In fact the entire North Caucasus has engaged in a guerrilla war which could best be defined by the explanation at the head of the page. The Republics of Adygea, Karachay-Cherkessia, Kabardino-Balkaria, North Ossetia-Alania, Ingushetia, Chechnya and Dagastan all have active guerrilla campaigns underway. The Russians used theater ballistic missiles (such as the FROG) and fuel-air explosives to wipe out villages that put up a resistance but the struggle continues.
Boer Wars (1880-1881 and 1899-1902)
The British Empire fought two wars against the Dutch settlers of two independent Boer republics: The Orange Free State and the Transvaal Republic)
Lizzie van Zyl – died in the
Bloemfontein concentration camp.
As a result of Boer intransigence, the British Army defeated their Boer army in open warfare and then became embroiled in a long guerrilla war. The British engaged in a scorched earth policy and for the first time in modern times, placed Boer women and children in concentration camps where many of them starved to death.
“Every one of these children who died as a result of the halving of their rations, thereby exerting pressure onto their family still on the battle-field, was purposefully murdered. The system of half rations stands exposed, stark and unashamedly as a cold-blooded deed of state policy employed with the purpose of ensuring the surrender of men whom we were not able to defeat on the field.” – W. T. Stead, British Journalist
The use of terror against the Boer population only eroded the British position in South Africa. In the end the British reached rapprochement with the Boers and agreed to give the Transvaal and the Orange Free state, self government while remaining part of the Empire, to pay war reparations and to avoid discussing black enfranchisement.
Many had been killed, many farms had been ruined, but freedom isn’t free.
Hybrid War

The term Hybrid War has been knocked around for some time. It is used to define conflicts that combine elements of conventional forces in war with guerrilla forces. The American Revolution was an example of a hybrid war where both the British and the American Revolutionaries used regular forces and partisan forces (militia) in an attempt to reach their goals. The Americans, aided by the French after 1777, won the war by not losing the war.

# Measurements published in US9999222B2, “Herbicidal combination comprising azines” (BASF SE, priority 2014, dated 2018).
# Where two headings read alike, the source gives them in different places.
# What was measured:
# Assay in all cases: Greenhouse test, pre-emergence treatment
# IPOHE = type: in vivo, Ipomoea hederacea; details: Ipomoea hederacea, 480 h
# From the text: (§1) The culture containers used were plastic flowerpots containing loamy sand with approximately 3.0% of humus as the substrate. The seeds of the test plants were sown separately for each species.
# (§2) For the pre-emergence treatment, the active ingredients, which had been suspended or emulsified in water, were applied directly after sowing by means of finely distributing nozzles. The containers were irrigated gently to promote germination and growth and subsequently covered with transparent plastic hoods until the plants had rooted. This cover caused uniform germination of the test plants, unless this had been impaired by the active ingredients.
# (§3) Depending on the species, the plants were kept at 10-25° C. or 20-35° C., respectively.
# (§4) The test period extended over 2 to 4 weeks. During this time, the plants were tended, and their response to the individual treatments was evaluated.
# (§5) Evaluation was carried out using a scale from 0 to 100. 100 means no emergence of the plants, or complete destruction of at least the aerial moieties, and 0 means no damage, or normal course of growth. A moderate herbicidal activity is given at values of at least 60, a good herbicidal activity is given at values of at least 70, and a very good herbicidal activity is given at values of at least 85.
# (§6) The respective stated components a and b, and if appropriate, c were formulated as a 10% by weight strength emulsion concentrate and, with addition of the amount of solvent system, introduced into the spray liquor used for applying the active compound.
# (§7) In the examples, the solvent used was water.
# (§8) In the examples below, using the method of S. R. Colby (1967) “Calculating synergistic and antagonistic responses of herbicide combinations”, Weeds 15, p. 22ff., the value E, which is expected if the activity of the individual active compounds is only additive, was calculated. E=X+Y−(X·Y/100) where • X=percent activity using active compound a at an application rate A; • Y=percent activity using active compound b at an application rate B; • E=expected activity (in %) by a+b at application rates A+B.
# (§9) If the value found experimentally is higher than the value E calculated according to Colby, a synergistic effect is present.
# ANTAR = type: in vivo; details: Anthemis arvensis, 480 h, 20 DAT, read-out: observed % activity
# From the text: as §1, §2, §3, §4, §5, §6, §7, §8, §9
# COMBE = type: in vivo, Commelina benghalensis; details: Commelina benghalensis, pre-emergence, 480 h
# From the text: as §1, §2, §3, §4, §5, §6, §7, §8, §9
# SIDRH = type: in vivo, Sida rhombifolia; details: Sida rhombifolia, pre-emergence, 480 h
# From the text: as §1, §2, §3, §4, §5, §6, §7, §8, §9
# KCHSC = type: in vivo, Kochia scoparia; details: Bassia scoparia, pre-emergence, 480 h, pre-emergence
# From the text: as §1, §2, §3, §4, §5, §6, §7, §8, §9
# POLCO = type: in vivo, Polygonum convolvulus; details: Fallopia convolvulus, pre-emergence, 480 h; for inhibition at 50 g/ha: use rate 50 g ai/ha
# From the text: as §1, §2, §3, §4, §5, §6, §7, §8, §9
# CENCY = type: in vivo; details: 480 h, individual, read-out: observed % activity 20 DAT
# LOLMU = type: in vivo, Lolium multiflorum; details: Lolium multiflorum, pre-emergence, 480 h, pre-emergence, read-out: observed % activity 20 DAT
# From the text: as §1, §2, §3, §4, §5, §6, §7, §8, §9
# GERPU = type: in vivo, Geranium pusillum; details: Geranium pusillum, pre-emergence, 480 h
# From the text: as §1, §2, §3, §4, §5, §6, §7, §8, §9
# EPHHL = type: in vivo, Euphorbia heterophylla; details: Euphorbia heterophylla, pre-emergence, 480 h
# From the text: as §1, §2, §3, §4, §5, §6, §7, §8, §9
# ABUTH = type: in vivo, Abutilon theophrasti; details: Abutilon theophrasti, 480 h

T. E. Lawrence (Lawrence of Arabia) helped to define what a guerrilla war is.
“…suppose they [the Arabs] were an influence, a thing invulnerable, intangible, without front or back, drifting about like a gas? Armies were like plants, immobile as a whole, firm-rooted, and nourished through long stems to the head. The Arabs might be a vapour, blowing where they listed. It seemed that a regular soldier might be helpless without a target. He would own the ground he sat on, and what he could poke his rifle at.

Conventional forces can only be effective if they occupy every square mile of ground. You need a lot of conventional forces – with a supply chain – to control ground. As soon as they left the ground, it reverted to rebel ownership.

4 thoughts on “Guerrilla Warfare – The Basics

  1. I never knew about the atrocities of the Boer war. Unconscionable. Why is this not in history classes?

  2. No war has ever been any good. Never, never, never. And none will be. Wars are loud, they smell bad and lots of people and things get wasted.